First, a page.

What’s that smell in NJ? Smoke lingers from Dragway Wildfire
🔥 The Dragway Wildfire is the third largest wildfire of the year
🔥 Fire is still burning in the "duff layer" of the Wharton State Forest
🔥 The best chance of a long, steady rainfall isn't until next week
It will take a "significant rainfall" to end the leftover smokey smell in Burlington and Camden counties from the Dragway Wildfire in Atco.
The fire near the former Atco Dragway that torched 1,778 acres is 100% contained but is still burning into the “duff layer” of the soil, which the Forest Fire Service said is common with summer wildfires. The layer is made up of the partially decayed organic material that accumulates on the ground. The high humidity keeps the smoke low to the ground.
The towns most impacted by the smoke include Evesham, Medford, Medford Lakes and Shamong in Burlington County and Berlin, Voorhees and Waterford in Camden County.
Fire crews are still present near the fire to improve containment lines, keep an eye on hotspots and monitor conditions.
Blame it on the (lack of) steady rain
The smell will persist until there is significant rainfall over the area on the edge of the Wharton State Forest, according to the Forest Fire Service.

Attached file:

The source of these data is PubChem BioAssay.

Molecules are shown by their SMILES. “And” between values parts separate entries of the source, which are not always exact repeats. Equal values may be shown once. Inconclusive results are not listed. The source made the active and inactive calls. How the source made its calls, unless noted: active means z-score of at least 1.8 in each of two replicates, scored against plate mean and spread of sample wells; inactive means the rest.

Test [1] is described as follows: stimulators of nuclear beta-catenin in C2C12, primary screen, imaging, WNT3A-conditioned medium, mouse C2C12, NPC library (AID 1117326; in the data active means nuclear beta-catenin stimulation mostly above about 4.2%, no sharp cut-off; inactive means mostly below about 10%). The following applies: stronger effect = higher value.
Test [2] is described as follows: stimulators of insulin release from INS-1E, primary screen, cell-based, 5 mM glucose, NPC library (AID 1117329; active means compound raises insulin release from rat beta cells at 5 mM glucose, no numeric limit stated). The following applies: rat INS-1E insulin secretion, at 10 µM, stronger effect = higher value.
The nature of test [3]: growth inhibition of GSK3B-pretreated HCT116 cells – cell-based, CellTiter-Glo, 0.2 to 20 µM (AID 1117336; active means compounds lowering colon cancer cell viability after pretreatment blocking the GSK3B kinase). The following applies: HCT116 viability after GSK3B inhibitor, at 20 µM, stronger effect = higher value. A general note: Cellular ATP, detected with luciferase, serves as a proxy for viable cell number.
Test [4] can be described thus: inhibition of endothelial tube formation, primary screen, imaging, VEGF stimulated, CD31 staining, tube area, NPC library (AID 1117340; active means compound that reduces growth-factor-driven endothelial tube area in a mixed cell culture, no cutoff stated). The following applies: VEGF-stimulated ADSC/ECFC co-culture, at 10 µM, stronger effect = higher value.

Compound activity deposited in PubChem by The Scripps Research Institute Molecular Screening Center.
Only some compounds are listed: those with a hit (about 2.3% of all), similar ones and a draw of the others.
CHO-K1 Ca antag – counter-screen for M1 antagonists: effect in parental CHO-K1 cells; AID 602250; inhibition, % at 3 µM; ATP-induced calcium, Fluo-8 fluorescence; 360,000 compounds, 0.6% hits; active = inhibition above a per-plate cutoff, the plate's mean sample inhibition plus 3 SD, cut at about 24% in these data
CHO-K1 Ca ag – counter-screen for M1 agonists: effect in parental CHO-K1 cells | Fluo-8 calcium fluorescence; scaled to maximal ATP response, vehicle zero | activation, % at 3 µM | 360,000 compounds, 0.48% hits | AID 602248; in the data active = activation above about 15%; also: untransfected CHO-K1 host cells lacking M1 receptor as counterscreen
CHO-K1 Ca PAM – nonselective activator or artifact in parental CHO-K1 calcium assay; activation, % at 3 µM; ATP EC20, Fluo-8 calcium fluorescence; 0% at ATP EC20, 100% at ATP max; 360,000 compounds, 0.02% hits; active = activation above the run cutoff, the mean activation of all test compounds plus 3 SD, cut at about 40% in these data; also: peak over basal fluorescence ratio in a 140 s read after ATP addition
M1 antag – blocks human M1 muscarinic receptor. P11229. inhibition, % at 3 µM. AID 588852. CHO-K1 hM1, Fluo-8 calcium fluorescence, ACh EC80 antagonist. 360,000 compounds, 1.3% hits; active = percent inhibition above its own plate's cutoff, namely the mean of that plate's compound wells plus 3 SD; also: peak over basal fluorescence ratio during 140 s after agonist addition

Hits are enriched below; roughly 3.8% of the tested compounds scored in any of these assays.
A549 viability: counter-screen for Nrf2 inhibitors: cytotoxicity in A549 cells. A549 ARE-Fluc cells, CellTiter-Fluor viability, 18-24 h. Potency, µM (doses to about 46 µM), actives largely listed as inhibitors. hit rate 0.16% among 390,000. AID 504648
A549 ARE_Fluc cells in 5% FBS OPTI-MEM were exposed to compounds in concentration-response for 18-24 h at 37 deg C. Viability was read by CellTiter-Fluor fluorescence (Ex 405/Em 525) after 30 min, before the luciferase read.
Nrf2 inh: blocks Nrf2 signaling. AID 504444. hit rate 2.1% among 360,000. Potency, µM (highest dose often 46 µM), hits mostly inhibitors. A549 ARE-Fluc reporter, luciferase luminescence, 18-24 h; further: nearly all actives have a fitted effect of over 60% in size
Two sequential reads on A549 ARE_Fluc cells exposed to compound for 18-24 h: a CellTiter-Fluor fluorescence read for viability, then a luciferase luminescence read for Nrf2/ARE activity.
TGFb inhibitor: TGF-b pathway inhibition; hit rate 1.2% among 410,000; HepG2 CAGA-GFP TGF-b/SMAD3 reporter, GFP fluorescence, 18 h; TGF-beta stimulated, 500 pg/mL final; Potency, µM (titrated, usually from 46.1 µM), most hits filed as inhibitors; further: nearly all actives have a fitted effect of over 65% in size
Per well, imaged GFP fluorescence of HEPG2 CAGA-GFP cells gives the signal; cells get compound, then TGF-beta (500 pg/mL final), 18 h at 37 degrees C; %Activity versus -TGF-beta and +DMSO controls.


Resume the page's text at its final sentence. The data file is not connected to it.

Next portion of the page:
New Jersey 101.5 Chief Meteorologist Dan Zarrow said the humidity will remain high through the weekend. There is a chance of thunderstorms with some downpours Friday and Saturday, which is not the steady rainfall that the Forest Fire Service is hoping for.
The best chance of an extended period of rain is Wednesday and Thursday as a cold front moves across the state, according to Zarrow. The biggest wildcard is Hurricane Lee, a Category 4 storm whose exact track won't be determined until at least five days before any impact.
"If there are alarm bells to be rung, we will do so early next week. This is still a highly uncertain forecast — the storm is 2,000 miles away, after all," Zarrow said.